ATLANTIC MUTUAL INSURANCE CO. as Subrogee of Stark Carpet Corp., Appellant, v. CROW DESIGN CENTERS and Crow Holdings Managers, L.L.P., Appellees.
In a single issue, Atlantic Mutual Insurance Co. as subrogee of Stark Carpet Corp. appeals the summary judgment granted in favor of Crow Design Centers and Crow Holdings Managers, L.L.P. Appellees moved for summary judgment based upon a waiver of subrogation provision in a lease. Appellees offered no summary judgment proof, however, that they were parties to or in any way entitled to rely upon the provisions of the lease to bar appellant's claims. We therefore reverse the judgment of the trial court and remand the cause.
On March 14, 1995, Stark Carpet Corporation entered into a lease agreement with the Decorative Center Building Partnership. Stark Carpet leased space in the Decorative Center of Dallas. Appellees are not parties to the lease. On August 11, 2001, an air-conditioning unit overflowed into the space Stark Carpet leased from the Decorative Center Building Partnership. Stark Carpet filed a claim for its losses with appellant, and appellant paid the claim. Appellant then sued appellees, alleging the damages were the result of appellees' negligence in maintaining the air conditioning system. Appellees moved for summary judgment, relying on a waiver of subrogation clause in the lease. The trial judge granted appellees' motion.
For the first time on appeal, appellant challenges the summary judgment because “the record is devoid of any evidence” that appellees were in any way related to Decorative Center Building Partnership, the lessor under the lease. Appellant argues without this proof, appellees cannot rely on the waiver of subrogation provision in the lease between Decorative Center Building Partnership and Stark Carpet. We agree.
To enforce a provision of the lease, appellees were required to show they were parties to the lease or beneficiaries of it. See MCI Telecomms. Corp. v. Texas Utils. Elec. Co., 995 S.W.2d 647, 651 (Tex.1999) (third party cannot enforce contract unless it “clearly appears” contracting parties intended to confer direct benefit on third party). A movant for summary judgment must establish it is entitled to judgment as a matter of law. Tex.R. Civ. P. 166a(c). Even if the non-movant does not file a response and the motion for summary judgment is uncontroverted, the movant must still carry the burden of proof. See City of Houston v. Clear Creek Basin Auth., 589 S.W.2d 671, 678 (Tex.1979). When the movant does not meet its burden of proof, the burden does not shift to the non-movant. Clear Creek, 589 S.W.2d at 678. The non-movant needs no answer or response to the motion to contend on appeal that the grounds expressly presented to the trial court in the movant's motion are insufficient as a matter of law to support summary judgment, as appellant argues here. Clear Creek, 589 S.W.2d at 678.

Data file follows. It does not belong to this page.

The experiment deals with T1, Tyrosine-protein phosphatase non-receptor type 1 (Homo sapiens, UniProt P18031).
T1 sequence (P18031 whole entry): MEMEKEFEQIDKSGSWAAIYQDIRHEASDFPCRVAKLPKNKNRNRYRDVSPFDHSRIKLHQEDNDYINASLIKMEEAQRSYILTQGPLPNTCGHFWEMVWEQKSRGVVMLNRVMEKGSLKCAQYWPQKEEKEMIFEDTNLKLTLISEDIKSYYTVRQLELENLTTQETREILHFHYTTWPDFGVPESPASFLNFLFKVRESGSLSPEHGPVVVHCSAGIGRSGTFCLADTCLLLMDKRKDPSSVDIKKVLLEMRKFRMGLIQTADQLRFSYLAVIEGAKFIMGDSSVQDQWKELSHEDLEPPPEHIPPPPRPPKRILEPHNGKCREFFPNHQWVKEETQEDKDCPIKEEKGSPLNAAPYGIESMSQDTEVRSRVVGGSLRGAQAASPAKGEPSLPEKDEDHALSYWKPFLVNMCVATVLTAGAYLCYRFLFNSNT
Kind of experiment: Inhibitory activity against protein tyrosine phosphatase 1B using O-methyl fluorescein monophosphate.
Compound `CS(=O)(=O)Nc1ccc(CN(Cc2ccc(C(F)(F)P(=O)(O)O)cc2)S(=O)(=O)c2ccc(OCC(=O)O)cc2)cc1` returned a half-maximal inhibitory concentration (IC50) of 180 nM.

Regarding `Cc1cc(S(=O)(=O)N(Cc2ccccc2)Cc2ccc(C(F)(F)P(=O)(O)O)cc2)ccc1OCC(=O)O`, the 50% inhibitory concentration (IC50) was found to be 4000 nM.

Appellees' motion for summary judgment was insufficient to establish appellees were entitled to judgment as a matter of law. There is no evidence in the record of appellees' relationship to the contracting parties, or that the contracting parties intended to benefit appellees in the contract. See MCI Telecomms. Corp., 995 S.W.2d at 651; see also Republic Nat'l Bank of Dallas v. Nat'l Bankers Life Ins. Co., 427 S.W.2d 76, 79-80 (Tex.Civ.App.-Dallas 1968, writ ref'd n.r.e.) (parties presumed to contract for themselves; contract will not be construed as having been made for benefit of third person unless it clearly appears such was intention of contracting parties); In re El Paso Refinery, L.P., 302 F.3d 343, 353-54 (5th Cir.2002) (applying Texas law) (non-party to contract could not defend against contribution claims for environmental cleanup by relying on contract provision governing allocation of responsibility for environmental cleanup between other parties). Appellees did not meet their burden of proof. Summary judgment was improper.
Because appellees were not entitled to judgment as a matter of law, the judgment of the trial court is reversed and the cause is remanded.
Opinion by Justice WHITTINGTON.